Why seahorses?

A mysterious and charismatic species under threat

Every year, millions of seahorses are caught and traded, dead and alive, all over the world. They are displayed in aquariums, used as ingredients in traditional Chinese medicine, and turned into curios.

According to the IUCN Red List, 12 species are Vulnerable, and two are Endangered, but 17 other species are listed as Data Deficient. This means we do not know enough about them to assess their conservation status.

Based on our research, we know that seahorses are vulnerable to overfishing and habitat damage. However, seahorses are difficult to study in the wild because of their ability to blend, chameleon-like, into their surroundings, and their near-global geographical range.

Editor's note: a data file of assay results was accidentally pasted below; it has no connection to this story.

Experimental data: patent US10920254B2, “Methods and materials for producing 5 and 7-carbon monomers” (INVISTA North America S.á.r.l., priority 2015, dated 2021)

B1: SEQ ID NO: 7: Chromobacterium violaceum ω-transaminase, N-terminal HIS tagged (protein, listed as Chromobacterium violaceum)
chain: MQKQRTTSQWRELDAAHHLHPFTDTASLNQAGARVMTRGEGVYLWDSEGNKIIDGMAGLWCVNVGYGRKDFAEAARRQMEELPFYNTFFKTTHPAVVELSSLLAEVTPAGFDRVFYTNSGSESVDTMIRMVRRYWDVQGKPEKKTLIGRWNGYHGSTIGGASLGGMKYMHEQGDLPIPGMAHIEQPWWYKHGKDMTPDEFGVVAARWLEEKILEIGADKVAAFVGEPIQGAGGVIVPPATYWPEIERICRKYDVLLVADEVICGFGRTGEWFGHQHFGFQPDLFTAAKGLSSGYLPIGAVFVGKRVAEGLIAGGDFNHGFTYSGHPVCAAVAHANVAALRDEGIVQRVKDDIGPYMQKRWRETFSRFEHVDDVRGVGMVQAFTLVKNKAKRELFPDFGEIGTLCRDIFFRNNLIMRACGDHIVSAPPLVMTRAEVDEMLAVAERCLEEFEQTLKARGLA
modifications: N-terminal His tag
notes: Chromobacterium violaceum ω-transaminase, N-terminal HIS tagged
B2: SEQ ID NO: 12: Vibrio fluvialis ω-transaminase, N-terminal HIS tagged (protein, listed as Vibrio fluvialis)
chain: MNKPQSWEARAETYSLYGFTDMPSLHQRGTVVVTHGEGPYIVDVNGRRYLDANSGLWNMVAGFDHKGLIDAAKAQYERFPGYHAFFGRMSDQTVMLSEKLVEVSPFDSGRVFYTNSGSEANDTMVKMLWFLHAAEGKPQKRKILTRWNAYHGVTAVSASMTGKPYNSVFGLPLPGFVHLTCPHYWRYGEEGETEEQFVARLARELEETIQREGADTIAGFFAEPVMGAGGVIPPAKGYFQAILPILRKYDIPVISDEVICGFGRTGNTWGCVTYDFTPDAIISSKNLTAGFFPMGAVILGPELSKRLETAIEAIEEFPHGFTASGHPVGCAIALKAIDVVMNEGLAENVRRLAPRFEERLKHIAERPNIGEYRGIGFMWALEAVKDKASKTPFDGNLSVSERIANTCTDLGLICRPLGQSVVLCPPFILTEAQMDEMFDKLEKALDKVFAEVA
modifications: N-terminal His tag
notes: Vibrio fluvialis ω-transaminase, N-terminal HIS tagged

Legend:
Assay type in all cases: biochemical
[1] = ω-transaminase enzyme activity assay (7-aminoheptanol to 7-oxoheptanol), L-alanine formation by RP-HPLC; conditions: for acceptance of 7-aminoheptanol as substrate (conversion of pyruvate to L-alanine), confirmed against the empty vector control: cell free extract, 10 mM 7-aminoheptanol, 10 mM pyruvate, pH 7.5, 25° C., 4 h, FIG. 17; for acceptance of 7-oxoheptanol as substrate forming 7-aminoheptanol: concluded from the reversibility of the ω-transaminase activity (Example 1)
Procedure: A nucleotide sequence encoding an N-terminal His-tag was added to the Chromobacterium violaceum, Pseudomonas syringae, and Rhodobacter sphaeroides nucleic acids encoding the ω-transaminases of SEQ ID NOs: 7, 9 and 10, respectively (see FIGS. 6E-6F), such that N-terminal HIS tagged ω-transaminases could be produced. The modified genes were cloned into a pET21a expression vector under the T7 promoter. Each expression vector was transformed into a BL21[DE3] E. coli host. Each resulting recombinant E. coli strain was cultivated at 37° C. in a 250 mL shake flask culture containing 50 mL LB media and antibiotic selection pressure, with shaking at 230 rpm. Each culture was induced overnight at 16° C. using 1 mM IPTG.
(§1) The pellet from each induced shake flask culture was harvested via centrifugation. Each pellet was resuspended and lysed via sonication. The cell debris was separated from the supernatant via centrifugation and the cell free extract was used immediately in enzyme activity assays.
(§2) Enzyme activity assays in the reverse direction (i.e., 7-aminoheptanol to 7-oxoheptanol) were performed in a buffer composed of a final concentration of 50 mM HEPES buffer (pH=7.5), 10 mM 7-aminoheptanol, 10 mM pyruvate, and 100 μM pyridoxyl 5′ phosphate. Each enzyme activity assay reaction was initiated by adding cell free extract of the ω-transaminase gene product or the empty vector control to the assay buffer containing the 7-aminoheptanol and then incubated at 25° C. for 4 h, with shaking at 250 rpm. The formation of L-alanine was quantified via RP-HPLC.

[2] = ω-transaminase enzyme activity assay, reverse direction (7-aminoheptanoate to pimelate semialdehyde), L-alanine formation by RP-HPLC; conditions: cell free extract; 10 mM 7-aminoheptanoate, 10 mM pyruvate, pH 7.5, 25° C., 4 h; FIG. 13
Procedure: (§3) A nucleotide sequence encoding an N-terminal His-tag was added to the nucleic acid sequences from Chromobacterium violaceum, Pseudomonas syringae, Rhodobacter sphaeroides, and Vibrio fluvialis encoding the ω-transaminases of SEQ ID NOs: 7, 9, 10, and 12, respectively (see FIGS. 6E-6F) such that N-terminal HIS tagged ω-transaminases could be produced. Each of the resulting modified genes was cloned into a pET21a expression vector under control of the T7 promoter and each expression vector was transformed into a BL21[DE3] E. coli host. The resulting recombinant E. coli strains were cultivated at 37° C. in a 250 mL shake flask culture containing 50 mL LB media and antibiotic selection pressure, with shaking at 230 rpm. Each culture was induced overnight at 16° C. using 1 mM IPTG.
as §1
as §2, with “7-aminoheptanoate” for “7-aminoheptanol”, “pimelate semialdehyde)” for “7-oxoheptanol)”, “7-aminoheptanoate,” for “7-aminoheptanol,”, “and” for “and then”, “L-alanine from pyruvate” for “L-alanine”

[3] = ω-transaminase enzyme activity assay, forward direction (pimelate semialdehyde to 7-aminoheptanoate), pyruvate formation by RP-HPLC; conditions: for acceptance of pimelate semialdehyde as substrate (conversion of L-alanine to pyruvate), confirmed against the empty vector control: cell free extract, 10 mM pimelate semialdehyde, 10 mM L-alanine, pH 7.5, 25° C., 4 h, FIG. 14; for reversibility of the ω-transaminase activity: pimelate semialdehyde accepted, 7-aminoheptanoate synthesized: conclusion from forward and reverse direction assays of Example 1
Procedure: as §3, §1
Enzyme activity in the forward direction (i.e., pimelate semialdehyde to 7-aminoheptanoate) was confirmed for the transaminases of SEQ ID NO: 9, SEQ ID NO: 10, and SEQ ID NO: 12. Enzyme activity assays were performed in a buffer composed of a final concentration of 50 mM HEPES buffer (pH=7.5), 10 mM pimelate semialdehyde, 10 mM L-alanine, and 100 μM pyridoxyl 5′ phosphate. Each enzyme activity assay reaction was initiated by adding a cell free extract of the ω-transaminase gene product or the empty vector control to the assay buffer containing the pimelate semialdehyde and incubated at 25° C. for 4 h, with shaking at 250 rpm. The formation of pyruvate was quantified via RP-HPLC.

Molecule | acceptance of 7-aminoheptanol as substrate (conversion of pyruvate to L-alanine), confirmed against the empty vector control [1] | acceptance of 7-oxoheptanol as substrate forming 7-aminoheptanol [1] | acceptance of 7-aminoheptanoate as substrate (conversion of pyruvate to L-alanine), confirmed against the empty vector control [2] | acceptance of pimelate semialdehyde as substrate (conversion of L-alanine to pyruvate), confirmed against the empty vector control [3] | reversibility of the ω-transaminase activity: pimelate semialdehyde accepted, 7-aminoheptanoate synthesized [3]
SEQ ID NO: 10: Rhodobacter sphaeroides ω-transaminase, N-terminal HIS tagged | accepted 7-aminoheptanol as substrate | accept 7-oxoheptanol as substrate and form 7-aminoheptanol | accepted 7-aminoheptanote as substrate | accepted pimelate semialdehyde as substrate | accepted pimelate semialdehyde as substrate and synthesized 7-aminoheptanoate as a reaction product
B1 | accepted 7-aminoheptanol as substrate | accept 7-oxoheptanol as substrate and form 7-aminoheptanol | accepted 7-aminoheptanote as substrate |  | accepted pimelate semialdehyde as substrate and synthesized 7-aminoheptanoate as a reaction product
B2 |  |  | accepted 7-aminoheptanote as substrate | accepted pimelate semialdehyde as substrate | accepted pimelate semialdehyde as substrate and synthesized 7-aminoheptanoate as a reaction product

We need more information, and you can help. Record your seahorse observations, help identify a seahorse, or check out our advocacy page.

The case for seahorse conservation

Seahorses are flagship species, charismatic symbols of the seagrasses, mangroves, coral reefs, estuaries and seaweeds where they make their homes.

Seahorses need to be protected for ecological, biological, economic, and medical reasons. They are important predators on bottom-dwelling organisms; removing them may disrupt ecosystems.

Only the male becomes pregnant and many seahorse species are mate for life. Their unusual life history provides us with an opportunity to expand our understanding of reproductive ecology.

Find out how you can help protect seahorses.